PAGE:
I found myself painting cream this week in a demo as some major art competitions announced entry results. I also found myself and my art colleagues talking a lot publicly and privately about art competitions: who was the 'cream of the crop', who was in, who was out? Hot or not?
The grit of the art pitter-patter I heard was this:
*do politics come into play? (I take The Fifth on that one).
*are competitions fair?
*how did it ALL get so competitive?
*does an Old Boys' Club exist?
*why do judges miss genius?
*why don't the judges see that blue figurative painting has so many flaws?
*why are the same people getting into competitions and others not?
*what does it take to get into this "... "show, ( fill in the blank)?
* should I quit entering this particular competition?
*should I quit art completely?
The big art show "results" announced within a one week period across the USA this week were from The Portrait Society of America's International Portrait competition and The Oil Painters' of American National Show. There was also a flurry around the California Art Club Gold Medal 100th Anniversary Show opening this weekend, April 2nd, at the Pasadena Museum of California Art.
My painting "Geek Chic", above, was picked for CAC Gold. However, I was turned down for about the 11th year in a row by another competition.
Thousand of artists apply for each and all of these shows. Many of us know each other somewhat. We are all "friends" on Facebook after all. Ha!
And thanks to Facebook, Blogword and Twitter there is a sharp public sting when we see our rejection obvious along with others' rejoicement. It can be hard.
It can also be hard to judge shows. I recently judged a show and one of the entrants was allowed in at the end of the judging, groan, immediately asking me if I had picked his entry. I hadn't. I knew the news hurt but I also knew I had a judging criteria from my own art perspective just like every judge has in other shows, big or small, national or local.
I don't have the answers to any of the above questions but I have learned entering competitions is VERY IMPORTANT and helps your career when things go well. They also tell you, with a winning entry, the level you are at. But they can't define us. We paint the way we paint because, like our handwriting, we can't change it. It is just what comes out of us, a need to express ourselves. Competitions, success of failure, mustn't mess with that.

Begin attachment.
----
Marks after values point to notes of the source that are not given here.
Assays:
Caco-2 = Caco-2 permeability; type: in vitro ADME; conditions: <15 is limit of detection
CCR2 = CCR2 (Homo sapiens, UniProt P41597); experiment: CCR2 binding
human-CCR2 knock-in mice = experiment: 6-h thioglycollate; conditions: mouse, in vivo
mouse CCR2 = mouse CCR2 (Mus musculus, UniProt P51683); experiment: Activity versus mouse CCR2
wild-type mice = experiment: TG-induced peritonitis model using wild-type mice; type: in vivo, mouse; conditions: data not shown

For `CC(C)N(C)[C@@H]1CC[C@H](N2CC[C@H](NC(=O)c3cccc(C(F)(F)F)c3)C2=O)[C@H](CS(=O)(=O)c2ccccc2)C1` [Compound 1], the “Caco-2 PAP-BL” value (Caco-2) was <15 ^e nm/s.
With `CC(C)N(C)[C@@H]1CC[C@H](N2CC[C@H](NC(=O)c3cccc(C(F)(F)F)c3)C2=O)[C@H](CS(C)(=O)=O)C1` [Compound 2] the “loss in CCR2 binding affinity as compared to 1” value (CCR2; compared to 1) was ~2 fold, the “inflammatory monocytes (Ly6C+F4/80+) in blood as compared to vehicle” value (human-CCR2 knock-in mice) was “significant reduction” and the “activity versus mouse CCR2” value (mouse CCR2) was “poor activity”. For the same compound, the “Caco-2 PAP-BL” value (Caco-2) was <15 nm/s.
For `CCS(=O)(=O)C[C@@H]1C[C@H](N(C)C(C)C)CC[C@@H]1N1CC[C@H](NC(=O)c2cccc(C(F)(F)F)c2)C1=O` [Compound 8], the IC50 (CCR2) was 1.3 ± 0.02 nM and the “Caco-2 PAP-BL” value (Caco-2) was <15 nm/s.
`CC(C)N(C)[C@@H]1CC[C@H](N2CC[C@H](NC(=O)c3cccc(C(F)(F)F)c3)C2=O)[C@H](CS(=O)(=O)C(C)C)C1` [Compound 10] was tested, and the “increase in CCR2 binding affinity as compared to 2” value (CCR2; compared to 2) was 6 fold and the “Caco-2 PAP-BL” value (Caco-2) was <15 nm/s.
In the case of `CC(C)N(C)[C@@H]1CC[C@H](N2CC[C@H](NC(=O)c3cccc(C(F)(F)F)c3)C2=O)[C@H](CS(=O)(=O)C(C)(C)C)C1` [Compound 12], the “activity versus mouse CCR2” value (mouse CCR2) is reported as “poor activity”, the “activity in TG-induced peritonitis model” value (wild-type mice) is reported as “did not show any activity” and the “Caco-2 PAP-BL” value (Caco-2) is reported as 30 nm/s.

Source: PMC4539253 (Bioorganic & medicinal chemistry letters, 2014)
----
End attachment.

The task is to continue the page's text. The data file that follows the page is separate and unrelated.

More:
I have also learned to expect NOTHING in terms of results.
I have also learned great things happen when you LEAST expect them.
I have also learned rejection hurts for a couple of hours no matter how hard you try to 'let it go' and acceptance puts you on top of the world for the same couple of hours.
Art competitions have been going on for centuries. Art is subjective. There isn't a formula for any of it and there probably is unfairness from time to time. Most of all, an art entry has to 'speak' to the judges amid a sea of entries. Who needs to see another David Leffel copyist?
My mentor told me a story I have never forgotten in one of his workshops: that he entered the same piece in a competition, rejected one year, and awarded a gold medal the next. He kept both letters on his mantelpiece, reject and accept, to remind him of the randomness of it all. What he did with the gold medal, well, I hope he hung it from a high beam so it caught the light.
I have learned to savor the good art competition moments, like dropping my painting off at CAC Gold yesterday. It felt good to sign in right under Mian Situ's name! It might be a long while before I sign under him again.
I am learning to be selective with my entry money. If a competition continues to return no results after years of trying, it is perhaps best to move on and spend your entry fee elsewhere. After all, these entry fees add up and no-one wants to be always an art bridesmaid at the same competition reception for years and years.
I am learning not to compare myself with other artists. Chose my own path and and keep on it. If Prince Charming is visiting another artist that day, giving her or him the winning glass slipper, be happy for that artist.
Thanks to life guru of many, Seth Godin, this week for his mostly timely piece The Tryanny of Being Picked:
IN THE END, let go of competition. If one is able to keep working hard daily at one's craft in a passionate way for a lifetime, putting it out there selectively, surely that is the prize? The rest cream on the cake.
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